The Authenticity Factor

Flavor, function and authenticity are critical needs for America’s youngest generation, and the chocolate industry is poised to deliver on this emerging demand.

In recent news, for example, Mars, Inc., which includes candy brands such as Snickers and M&M’s, is working to preserve the cacao plant through an initiative to fund efforts by University of California-Berkeley scientists to research and develop a new method of growing the crop.

Barry Callebaut, the world’s leading manufacturer of high-quality cocoa and chocolate products, recently introduced a sensory language and tasting ritual that will help chocolate professionals and consumers to understand and express the richness of chocolate taste. Cocoa and chocolate sensory scientists from Barry Callebaut and the leading global flavor house Givaudan did extensive research to develop a chocolate sensory language and tasting ritual, inspired by what has already been created for wine, coffee and craft beer categories.

Pairing cocoa and chocolate sensory research with consumer understanding, Barry Callebaut developed the Consumer Chocolate Sensory Wheel with 87 descriptors, covering the flavor, texture and aroma of chocolate.

According to Valrhona, tasting grand chocolate is a rare, intense and intimate experience. One must take their time and concentrate to discover the complexity of the chocolate and appreciate the enjoyment as it reaches a crescendo. The “Art of Tasting” can be broken down into four stages, all of which are necessary for experiencing the richness and complexity of a grand chocolate, as well as for revealing its aromatic potential. The four stages are see, smell, listen and taste.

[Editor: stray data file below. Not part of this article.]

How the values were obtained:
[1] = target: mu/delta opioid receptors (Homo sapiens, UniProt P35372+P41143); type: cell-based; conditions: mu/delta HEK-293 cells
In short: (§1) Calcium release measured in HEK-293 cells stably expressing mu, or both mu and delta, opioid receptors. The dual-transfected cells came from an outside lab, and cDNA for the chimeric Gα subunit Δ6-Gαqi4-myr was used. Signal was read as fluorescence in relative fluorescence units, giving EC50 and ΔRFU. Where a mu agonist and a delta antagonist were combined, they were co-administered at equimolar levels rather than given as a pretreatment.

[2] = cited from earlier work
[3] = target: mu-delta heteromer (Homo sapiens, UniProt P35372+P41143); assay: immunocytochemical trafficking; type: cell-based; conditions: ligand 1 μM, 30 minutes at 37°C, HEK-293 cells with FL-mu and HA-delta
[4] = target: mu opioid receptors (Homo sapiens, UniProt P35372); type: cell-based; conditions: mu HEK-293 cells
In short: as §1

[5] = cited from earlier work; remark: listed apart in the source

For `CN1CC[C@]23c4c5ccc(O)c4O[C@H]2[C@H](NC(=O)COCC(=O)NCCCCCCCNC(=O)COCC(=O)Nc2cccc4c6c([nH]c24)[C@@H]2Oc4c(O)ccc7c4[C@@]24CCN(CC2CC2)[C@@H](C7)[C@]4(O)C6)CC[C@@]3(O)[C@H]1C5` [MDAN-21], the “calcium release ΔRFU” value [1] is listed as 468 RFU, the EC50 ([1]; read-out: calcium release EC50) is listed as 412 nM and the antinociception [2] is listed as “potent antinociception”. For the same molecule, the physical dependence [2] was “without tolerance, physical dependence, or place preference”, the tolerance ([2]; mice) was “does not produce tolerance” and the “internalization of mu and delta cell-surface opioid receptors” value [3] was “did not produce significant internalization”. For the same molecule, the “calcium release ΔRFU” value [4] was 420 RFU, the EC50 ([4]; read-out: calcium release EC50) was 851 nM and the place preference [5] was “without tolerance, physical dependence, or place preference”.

Such efforts appeal greatly to today’s consumers, especially younger ones who value authenticity when it comes to their food choices.

Generation Z, those born between 1997 and the present, now represent 27 percent of the US population, a larger group than millennials, and although only older Gen Zs are entering adulthood, their impact on the food industry is already being felt, finds a new study by The NPD Group, a global information company. 

Gen Zs, many of whom were raised by Gen Xers, grew up understanding the purpose of food and how it fits into a well-lived life.  As a result, this generational cohort has set expectations that food and food brands will follow their needs and not the other way around. 

By virtue of their upbringing, Gen Zs are unintentional foodies and were brought up in a culture that talks about, celebrates, and entertains with food, according to the recently released NPD report, “Make it Happen for Gen Zs.”

They are told at an early age what their food can do for them in terms of functional and nutritional value and not just how it tastes, bringing a new definition to the “value” of food. Gen Zs, like the millennials, prefer food and beverages with transparent labeling and an absence of artificial ingredients; and are skeptical of big brands and too many label claims, finds the NPD report, which takes a holistic look at the attitudes, behaviors and voices of Gen Zs.